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UNC chapter of AMEXCAN founded to offer space for Mexican community

Senior political science major Jonathan Cortez, senior biology major Aislin Sanchez, and senior psychology major Christian Rendon are the leaders of UNC AMEXCAN.

Before Sept. 6, there weren't many spaces for Mexicans to gather and to know each other at UNC, said senior Luz Garcia Lara.

Now, Lara is a member of UNC AMEXCAN, a chapter of the Association of Mexicans in North Carolina, Inc. that works to promote active participation of Mexicans in their communities and encourage appreciation, understanding and prosperity of Mexican culture.

Senior Jonathan Cortez is the founder and co-president of UNC AMEXCAN. He said one of the main reasons he founded a chapter of the organization at UNC was to ensure representation on campus of groups affected by the Supreme Court’s ruling in UNC v. Students for Fair Admissions, which eliminated race as a factor in university admissions.

“I believe that it’s very important to have to make people feel like they are still important here,” Cortez said. “For the future generations, they can look it up and be like, ‘Oh, look, there’s an association here that tailors to me, despite barriers being placed and not allowing me to succeed in the best way at these higher institutions.'" 

Aislin Sanchez, co-president of the chapter, said the club is needed at UNC for two other reasons: to provide resources for first-generation Mexican American and Mexican students and to have a designated space on campus for Mexicans. 

“That's the main goal — to empower, build and give them the resources so that one, they can excel and two, they can look back and bring [the resources] upon those who don’t know,” Sanchez said. 

Sanchez said that many first-generation Mexican Americans are less aware of the network of resources available within higher education and because of this, may not have the confidence to explore some professional tracks.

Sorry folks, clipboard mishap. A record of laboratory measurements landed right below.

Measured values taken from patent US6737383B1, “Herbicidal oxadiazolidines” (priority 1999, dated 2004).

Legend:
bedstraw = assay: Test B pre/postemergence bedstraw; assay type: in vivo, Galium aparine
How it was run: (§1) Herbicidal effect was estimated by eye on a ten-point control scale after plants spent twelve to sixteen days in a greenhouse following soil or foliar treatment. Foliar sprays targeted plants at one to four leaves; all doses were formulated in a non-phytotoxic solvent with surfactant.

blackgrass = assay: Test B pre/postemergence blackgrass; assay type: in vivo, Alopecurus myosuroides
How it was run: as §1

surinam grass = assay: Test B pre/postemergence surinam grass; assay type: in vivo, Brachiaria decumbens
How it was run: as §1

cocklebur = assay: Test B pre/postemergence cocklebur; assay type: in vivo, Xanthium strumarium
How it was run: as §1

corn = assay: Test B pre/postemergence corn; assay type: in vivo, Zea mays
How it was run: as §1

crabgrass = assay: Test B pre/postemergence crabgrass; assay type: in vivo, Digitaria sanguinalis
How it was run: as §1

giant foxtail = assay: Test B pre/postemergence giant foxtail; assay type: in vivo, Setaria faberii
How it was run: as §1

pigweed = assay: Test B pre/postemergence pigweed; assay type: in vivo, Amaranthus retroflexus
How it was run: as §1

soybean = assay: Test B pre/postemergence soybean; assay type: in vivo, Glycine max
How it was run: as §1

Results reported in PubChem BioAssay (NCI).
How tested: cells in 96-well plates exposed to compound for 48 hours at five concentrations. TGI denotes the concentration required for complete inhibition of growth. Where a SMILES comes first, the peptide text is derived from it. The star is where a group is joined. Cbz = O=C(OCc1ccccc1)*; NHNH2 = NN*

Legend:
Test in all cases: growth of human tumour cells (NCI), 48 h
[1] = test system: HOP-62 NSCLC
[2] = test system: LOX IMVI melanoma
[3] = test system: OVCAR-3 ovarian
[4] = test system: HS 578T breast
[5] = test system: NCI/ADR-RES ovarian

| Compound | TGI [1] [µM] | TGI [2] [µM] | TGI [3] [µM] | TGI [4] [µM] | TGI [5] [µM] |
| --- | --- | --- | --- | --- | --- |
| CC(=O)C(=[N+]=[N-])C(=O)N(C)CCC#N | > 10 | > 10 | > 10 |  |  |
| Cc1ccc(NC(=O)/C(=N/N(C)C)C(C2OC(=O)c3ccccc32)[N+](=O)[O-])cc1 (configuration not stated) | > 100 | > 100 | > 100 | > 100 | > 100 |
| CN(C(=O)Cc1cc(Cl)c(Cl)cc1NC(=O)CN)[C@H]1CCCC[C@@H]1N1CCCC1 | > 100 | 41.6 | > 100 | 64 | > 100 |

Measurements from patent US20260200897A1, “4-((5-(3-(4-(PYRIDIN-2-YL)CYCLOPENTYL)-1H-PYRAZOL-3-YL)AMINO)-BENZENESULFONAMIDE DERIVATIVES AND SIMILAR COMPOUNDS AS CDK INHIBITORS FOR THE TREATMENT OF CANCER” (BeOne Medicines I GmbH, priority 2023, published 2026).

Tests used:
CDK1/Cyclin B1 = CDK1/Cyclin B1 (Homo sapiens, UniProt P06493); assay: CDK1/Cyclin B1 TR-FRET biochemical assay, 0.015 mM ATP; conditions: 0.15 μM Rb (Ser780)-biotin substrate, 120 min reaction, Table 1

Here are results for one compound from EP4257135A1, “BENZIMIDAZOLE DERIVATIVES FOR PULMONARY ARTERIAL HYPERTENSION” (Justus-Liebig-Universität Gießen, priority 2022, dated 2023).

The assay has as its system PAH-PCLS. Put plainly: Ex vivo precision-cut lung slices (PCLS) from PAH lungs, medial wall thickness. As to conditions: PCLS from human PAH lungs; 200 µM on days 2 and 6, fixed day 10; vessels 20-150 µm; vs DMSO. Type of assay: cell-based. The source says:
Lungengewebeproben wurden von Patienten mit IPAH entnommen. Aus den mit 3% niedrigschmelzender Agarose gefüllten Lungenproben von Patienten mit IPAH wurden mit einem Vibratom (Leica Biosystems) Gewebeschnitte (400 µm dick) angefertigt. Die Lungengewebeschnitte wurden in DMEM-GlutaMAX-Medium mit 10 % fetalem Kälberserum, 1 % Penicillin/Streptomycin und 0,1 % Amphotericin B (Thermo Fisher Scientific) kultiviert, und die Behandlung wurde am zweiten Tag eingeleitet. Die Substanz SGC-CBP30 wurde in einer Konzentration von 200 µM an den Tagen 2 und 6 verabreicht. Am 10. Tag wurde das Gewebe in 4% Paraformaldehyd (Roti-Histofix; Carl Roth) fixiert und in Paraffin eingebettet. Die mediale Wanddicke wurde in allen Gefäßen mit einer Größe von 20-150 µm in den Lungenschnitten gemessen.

The club will specifically focus on providing resources for students studying pre-med, pre-dental and pre-law to aid their University experience. UNC AMEXCAN Vice President Christian Rendon said these resources include panels, involvement opportunities on campus and networking with other students. 

The club creates community by celebrating Mexican culture and creating a space for Mexicans to share their experiences with each other. 

“It was so hard finding people with our similar shared experiences,” Lara said. “So even just having us all in the same room, or in the same group chat, would be so different for us to kind of share classes or share experiences, especially since most of us are first generation.”

Sanchez said that since the Mexican population is very large within the Hispanic community, some voices can overpower others.

“In the clubs that I have been in, in my four years at UNC, there's an effort to kind of hold back on our culture and to kind of hold back our voices,” she said. But AMEXCAN provides a space where Mexicans get to be as loud and cultured as they want, Sanchez added. 

Cortez said that there is a high appreciation for Latino cultures on campus, for which he credited the Carolina Latinx Center.

The center works to support UNC’s Latinx communities and educate the campus through engagement, scholarship, cultural awareness and public service, according to its website. Marcela Torres-Cervantes, the associate director of the CLC, said that the physical space of the center works to promote Latinx culture every day of the year, not just during Latinx Heritage Month.

She also said that, while CLC helped coordinate campus logistics, networking and advising for the new chapter, Cortez took the lead on bringing AMEXCAN to UNC.

“Having an area year-round really means that there gets to be a sense of community, identity exploration and advocacy year-round,” she said.

Torres-Cervantes also said that she hopes community forms between members of AMEXCAN and Mexicans all throughout the Chapel Hill community.

“I see AMEXCAN having that opportunity to really build a bridge with the Mexican community here in Orange County, and again, wherever they're from, to invite them to campus in a more intentional and caring way,” she said.


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